We’ve all heard about global hits like ’13 Reasons Why’, ‘Elite’ and ‘Sex Education’, but there’s far more out there in terms of teen dramas and comedies. From the Québec series ‘Can You Hear Me?’, also available on Netflix, to the philosophical diatribes of ‘Merlí’, which started out on TV3 and was later developed by Movistar+, we have compiled a list of less-known shows to help you discover generation Z.

The explosion of content on streaming platforms and their firm commitment to niche audiences has enabled the teen drama to occupy a leading position once again among TV productions. Once again, Netflix led the offensive seeking out those digital natives who, failing to see themselves reflected on mainstream TV, had fled to YouTube, kids who have thrown themselves avidly into their arms in recent years. ‘13 Reasons Why’, ‘Elite’ or ‘Sex Education’ are just some of the global successes from the platform. But in an effort to broaden the focus, we’ve selected a few other proposals that may have passed slightly below radar.

Without leaving Netflix, French-Canadian series ‘Can you hear Me?’, is one of the most groundbreaking recent additions to the platform. As the synopsis goes, this series tells how three friends from a Quebec ghetto deal with toxic relationships and truly dysfunctional families. Winner of the best comedy award at the 2019 Series Mania Festival, this series addresses addiction, anger issues, abuse, and sex with humor and, above all, empathy and understanding.

“Can you hear Me?”

Returning to HBO, if everyone last summer was fascinated with and talking about ‘Euphoria’, a story about generation Z’s anxiety, lack of hope and perspectives, the influence of social media and  pornography in the construction of identity or the abuse of drugs to treat mental health issues, this year is the turn of ‘Betty‘. More mainstream than its predecessor, this series follows the story of several girls trying to carve a niche for themselves in the generally male-dominated world of skateboarding in New York. Another tribute to female friendship as a support and response to the insecurity which characterizes adolescence.

“Betty”

From Spain, Movistar+ has spearheaded efforts to win back young audiences with series that speak to them, starting with Skam’. This Norwegian TV series debuted in 2015, becoming a huge hit and has since been adapted for Germany, France, Italy, the United States, the Netherlands and Belgium. Focusing on the homeland version, naturalism is the standard of this series whose format already breaks with traditional drama by being broadcast over the internet, specifically on the show’s microsite, where they publish short videos, Instagram posts or WhatsApp conversations in real time. .. to later condense the content into 30-minute episodes available on demand on Movistar+. The protagonists are also girls, five in this case, who have starred in every season until the fourth and final installment, filming of which has just recently been wrapped up. The issues dealt with include, obviously, social media, but also cyberbullying, dependent relationships, toxic relationships, friendship and Islamophobia.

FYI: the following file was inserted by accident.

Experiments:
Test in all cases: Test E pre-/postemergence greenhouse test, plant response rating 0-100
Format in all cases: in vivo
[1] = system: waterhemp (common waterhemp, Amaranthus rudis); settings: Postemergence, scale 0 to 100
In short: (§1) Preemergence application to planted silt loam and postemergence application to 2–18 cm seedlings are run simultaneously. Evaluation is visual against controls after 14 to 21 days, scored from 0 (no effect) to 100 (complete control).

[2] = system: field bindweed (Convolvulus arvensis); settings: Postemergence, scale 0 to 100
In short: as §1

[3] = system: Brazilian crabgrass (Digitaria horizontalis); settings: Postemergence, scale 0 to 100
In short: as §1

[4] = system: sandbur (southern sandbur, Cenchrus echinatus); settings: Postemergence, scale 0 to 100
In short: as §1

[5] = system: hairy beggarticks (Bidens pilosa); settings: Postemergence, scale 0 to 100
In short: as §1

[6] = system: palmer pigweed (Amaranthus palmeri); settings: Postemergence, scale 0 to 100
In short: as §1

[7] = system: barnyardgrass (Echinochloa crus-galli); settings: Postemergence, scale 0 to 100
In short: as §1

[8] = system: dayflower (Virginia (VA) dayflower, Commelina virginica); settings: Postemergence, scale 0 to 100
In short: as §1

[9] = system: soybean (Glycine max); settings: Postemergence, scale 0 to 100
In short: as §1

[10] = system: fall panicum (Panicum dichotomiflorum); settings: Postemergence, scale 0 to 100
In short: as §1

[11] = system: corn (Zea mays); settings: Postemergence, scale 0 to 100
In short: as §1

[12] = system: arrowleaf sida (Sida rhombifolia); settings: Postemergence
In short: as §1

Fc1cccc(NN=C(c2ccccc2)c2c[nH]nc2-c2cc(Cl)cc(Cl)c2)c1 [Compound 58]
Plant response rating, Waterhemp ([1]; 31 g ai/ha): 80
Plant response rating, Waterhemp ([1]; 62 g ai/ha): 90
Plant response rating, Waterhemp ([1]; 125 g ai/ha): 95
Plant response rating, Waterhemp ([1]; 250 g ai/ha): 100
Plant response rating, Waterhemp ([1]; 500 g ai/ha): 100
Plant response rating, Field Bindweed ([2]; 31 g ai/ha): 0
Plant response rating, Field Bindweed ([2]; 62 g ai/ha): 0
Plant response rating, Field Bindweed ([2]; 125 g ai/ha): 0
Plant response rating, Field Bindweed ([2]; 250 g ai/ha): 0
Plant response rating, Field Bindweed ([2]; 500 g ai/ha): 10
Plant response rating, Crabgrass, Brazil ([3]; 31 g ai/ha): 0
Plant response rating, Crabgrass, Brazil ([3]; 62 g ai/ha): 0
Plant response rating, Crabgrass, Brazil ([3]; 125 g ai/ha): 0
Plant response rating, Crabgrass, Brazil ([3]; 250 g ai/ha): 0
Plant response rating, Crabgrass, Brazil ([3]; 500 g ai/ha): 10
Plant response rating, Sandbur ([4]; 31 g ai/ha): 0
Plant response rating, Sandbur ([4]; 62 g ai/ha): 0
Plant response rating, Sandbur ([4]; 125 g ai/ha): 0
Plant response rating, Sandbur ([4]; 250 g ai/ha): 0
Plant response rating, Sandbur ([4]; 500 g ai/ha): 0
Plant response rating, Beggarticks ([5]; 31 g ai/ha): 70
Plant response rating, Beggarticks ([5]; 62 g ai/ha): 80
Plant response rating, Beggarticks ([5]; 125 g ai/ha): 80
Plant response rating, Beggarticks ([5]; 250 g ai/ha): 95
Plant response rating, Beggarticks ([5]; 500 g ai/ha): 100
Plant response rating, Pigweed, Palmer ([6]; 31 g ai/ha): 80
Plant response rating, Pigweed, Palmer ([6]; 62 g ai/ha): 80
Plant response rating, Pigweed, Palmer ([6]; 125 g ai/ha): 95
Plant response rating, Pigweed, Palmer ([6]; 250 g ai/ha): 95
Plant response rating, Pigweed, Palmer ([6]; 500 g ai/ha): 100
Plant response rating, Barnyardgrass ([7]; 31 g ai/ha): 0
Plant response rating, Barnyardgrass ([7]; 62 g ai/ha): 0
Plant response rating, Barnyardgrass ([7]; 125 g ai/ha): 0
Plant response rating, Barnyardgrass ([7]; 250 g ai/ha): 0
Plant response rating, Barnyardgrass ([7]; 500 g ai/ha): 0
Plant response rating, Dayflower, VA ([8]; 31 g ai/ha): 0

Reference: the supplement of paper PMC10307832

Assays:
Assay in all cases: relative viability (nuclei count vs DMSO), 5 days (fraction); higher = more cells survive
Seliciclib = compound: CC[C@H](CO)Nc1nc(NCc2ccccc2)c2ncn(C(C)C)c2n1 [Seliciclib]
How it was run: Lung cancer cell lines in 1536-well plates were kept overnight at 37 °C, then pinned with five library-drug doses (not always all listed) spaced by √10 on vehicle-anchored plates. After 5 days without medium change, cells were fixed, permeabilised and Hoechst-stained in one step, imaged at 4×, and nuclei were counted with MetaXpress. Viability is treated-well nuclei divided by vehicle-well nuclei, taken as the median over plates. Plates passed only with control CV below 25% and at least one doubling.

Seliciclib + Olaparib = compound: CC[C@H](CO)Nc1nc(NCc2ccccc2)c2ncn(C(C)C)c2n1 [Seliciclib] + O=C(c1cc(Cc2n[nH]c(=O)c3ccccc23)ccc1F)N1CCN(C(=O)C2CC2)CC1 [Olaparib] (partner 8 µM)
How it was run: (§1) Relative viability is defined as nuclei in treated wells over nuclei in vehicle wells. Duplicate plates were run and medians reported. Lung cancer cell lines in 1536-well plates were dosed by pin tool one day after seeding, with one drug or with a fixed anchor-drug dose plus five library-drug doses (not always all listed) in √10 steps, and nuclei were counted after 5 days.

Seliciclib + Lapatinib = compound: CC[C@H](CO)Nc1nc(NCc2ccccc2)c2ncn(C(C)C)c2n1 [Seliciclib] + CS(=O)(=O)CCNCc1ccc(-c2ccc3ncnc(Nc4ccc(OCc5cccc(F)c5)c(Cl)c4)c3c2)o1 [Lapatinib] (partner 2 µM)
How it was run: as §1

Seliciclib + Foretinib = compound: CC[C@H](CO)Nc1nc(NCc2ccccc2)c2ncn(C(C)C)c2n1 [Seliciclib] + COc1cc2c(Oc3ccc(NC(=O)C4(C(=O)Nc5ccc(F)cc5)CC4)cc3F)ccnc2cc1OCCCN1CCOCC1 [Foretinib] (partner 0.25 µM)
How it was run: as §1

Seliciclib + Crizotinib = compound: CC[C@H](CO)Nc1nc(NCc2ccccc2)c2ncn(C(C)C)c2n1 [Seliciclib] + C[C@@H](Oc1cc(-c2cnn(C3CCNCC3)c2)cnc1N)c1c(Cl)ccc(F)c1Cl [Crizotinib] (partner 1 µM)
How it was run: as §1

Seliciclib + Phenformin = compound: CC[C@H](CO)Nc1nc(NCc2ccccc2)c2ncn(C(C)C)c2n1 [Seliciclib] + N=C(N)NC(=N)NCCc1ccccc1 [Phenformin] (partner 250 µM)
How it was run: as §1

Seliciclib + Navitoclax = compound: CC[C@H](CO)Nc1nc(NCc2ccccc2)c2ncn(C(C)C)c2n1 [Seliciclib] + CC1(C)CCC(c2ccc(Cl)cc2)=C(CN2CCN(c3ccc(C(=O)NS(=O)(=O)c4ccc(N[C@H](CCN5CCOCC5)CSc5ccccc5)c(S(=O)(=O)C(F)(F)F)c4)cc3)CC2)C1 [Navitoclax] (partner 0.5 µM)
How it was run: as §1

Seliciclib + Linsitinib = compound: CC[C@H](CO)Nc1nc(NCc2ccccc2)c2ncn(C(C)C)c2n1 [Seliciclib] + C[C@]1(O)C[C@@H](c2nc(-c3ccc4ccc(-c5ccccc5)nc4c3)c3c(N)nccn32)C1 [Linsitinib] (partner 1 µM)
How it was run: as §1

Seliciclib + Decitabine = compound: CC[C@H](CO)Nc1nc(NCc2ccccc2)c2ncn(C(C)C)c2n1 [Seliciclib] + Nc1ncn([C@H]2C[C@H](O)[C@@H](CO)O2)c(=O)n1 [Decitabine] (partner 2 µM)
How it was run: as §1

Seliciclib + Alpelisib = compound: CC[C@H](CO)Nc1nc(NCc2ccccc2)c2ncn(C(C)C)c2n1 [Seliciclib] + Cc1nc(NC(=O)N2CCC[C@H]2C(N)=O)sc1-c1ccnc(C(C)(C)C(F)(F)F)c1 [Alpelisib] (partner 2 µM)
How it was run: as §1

“Skam”

The same platform has breathed new life into ‘Merlí’ with ‘Sapere Aude, a sequel to the TV3 series, aired briefly on laSexta and then transformed into another hit on Netflix. In short, if in the original series the philosophy professor of the title managed to inspire his secondary school students to the point of baptizing them the Aristotelians, the Movistar+ series jumps to university following the fate of his most adept student. Both version address issues around identity, including the passage from adolescence to maturity, intergenerational differences, sexual awakening, emotional relationships between partners, mental illness, drug and alcohol use and transsexuality. Highlight: casting María Pujalte as the ethics professor who will challenge the new batch of students to think.

“Merlí. Sapere aude”

Finally, a future farewell. Netflix renewed for a fourth and final season Atypical, a comedy centered on the life of an-18-year-old boy with an autism spectrum disorder. This emotional portrait of life in high school speaks of love, rejection, social acceptance, self-discovery, maturity and independence from the perspective of a young person who’s a far cry from the norm to demonstrate that perhaps the concept is overrated at best, a misleading construction at worst. That perhaps it’s a better idea to try walking in the shoes of the other person and trying to understand them instead of judging them solely on their appearance.

“Atypical”
Fátima Elidrissi Feito. Freelance journalist with a double degree in Journalism and Audiovisual Communication from the Universidad Carlos III in Madrid. Fátima currently collaborates with ‘El Mundo’ and ‘The Objective’. She’s passionate about television, cinema, literature and theater, although her interests and her work have also led her to write about communication and media, music, trends, and whatever else she turns her hand to.